We therefore conducted a survey study among 1st year medical students to examine the purported link between MBTI preferences and distress and burnout scores. We hypothesized that the prevalence of distress and burnout in our sample would mirror that reported (20%–50%) in literature.[3],[4],[5] Our second hypothesis was that students with preferences for extraversion, intuition, feeling, or perceiving on the MBTI would score lower in distress and burnout measures than their dichotomous counterparts.

  Methods Top

This is a cross-sectional survey study of one class of 185 1st year medical students at an urban California medical school. Participants were students in a Professionalism course who had already completed their MBTI personal preference online [12] as part of a session on team-building. During a second session, 1 month later, they were invited to complete and submit an anonymous paper-and-pencil survey comprising two instruments: the general well-being schedule (GWB) and Maslach Burnout Inventory-Student Survey (MBI-SS). Survey administration was timed so as not to coincide with any external stressor such as examinations. Students scored themselves on the measures and were given information resources to self-manage high stress levels. The study received the Institutional Review Board approval.


We selected the MBTI because of its utility in the context of relating effectively to others with different MBTI preferences and for building effective teams.[8],[9],[10] It is a valid and reliable instrument (test-retest reliability 0.85) that has been used with medical students and healthcare professionals.[8],[9],[10] The MBTI explores four dichotomies of personal preferences: extraversion-introversion, sensing-intuition, thinking-feeling, and judging-perceiving.[8],[9] Dichotomy one, extraversion-introversion, refers to personal sources of energy; extraverts draw energy from social interactions in contrast to introverts who reflect on experiences and concepts.[8],[9] Dichotomy two, sensing-intuition, signifies how one receives information; sensing types prefer facts and data while intuitive types focus on possibilities and theoretical knowledge.[8],[9],[10] Dichotomy three, thinking-feeling, focuses on how decisions are made; thinkers make decisions based on logic, whereas feelers consider other people, personal information, and values.[8],[9],[10] Dichotomy four, judging-perceiving, indicates coping with the outside world; judgers favor structure and organization compared to perceivers, who opt for choices and flexibility.[8],[9],[10] We elected the online version of the MBTI [12] for our study for its ease of administration.

We chose the validated GWB [3],[15],[16] as a measure of current distress in medical students. The 18-item GWB measures subjective wellness using six subscales of emotions (anxiety, depression, positive well-being, self-control, vitality, and general health) experienced within the past month.[15],[16] Total GWB scores range from 0 to 110, with values of 0–60 indicating severe distress, 61–72 moderate distress, and 73–110 reflecting positive well-being.[15],[16] Depression and anxiety are reverse scored.[15],[16] The GWB has a high test-retest reliability (0.68–0.85) and internal consistency coefficient (0.91 for men and 0.95 for women).[15],[16]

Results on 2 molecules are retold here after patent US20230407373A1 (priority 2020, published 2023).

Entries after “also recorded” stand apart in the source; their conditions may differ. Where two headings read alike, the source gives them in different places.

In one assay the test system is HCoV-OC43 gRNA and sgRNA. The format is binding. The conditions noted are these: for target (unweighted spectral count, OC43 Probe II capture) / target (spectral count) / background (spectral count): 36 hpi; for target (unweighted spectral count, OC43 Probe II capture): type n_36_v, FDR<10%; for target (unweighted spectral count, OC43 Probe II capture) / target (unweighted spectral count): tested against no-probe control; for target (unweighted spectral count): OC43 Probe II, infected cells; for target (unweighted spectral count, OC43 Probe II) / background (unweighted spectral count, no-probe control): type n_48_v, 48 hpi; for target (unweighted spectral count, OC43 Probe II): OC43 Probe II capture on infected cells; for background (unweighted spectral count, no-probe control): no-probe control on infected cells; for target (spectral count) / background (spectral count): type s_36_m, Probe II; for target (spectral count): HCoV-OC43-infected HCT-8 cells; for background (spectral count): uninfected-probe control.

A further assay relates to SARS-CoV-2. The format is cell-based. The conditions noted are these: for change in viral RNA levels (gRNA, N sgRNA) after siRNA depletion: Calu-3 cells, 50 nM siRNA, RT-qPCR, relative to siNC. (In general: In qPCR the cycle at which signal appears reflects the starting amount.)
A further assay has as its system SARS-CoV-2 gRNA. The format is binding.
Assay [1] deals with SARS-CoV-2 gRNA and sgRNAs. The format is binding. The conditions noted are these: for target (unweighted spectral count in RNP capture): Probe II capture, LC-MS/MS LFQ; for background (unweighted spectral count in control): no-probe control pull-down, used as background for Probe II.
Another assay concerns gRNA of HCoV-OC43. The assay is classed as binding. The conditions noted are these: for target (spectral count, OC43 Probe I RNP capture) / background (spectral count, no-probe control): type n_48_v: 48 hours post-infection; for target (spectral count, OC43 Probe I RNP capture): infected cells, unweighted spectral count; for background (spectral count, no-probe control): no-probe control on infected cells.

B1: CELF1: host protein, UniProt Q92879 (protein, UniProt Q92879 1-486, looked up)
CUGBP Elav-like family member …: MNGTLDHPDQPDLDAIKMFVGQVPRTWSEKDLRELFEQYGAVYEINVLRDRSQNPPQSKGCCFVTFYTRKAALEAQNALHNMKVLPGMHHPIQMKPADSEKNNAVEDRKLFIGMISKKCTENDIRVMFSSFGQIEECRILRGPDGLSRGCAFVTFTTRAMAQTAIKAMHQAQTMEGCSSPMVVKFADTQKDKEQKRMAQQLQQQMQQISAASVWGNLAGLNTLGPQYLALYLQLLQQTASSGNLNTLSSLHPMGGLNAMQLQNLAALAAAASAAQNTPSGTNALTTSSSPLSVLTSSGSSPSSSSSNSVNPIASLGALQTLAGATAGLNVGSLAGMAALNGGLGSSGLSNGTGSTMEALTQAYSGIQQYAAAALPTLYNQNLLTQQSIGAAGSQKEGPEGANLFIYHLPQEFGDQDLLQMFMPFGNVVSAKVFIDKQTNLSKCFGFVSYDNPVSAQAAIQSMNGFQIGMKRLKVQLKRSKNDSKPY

We chose the widely used MBI-SS [17],[18] to assess three dimensions of burnout (exhaustion, cynicism, and decreased professional efficacy). Responses for each of the 15 survey items range from 0 (never) to 6 (every day), with low scores on professional efficacy and high scores on both exhaustion and cynicism suggesting overall burnout.[17],[18] Burnout levels are scored as low, moderate, and high.[18] The MBI-SS has shown good validity and reliability (0.74–0.81 emotional exhaustion, 0.59–0.86 cynicism, and 0.67–0.79 professional efficacy) among medical students.[17],[18]

Data collection and analyses

We collected completed anonymous paper survey responses with self-reported MBTI preferences, and entered the data into Excel. We used descriptive statistics to report demographics and prevalence. We tested quality of the data using reliability and effect sizes. We performed parametric tests based on our adequate sample size and balanced gender distribution. Using one-way MANOVAs (Hotelling's Trace), we examined the differences of MBTI personal preferences (i.e., independent variables) with distress, burnout, and related aspects (i.e., dependent variables) as measured by GWB and MBI-SS scales and subscales, respectively. In addition, we conducted two-tailed Pearson correlation and multiple regressions to assess the relation between distress and burnout variables. Alpha <0.05 was considered to be statistically significant for all tests. We used IBM SPSS Statistics for Windows version 22.0 for data analyses.

  Results Top

All 185 students completed the three instruments (100% response rate). Students took an average of 15 min to complete the GWB and MBI-SS in class.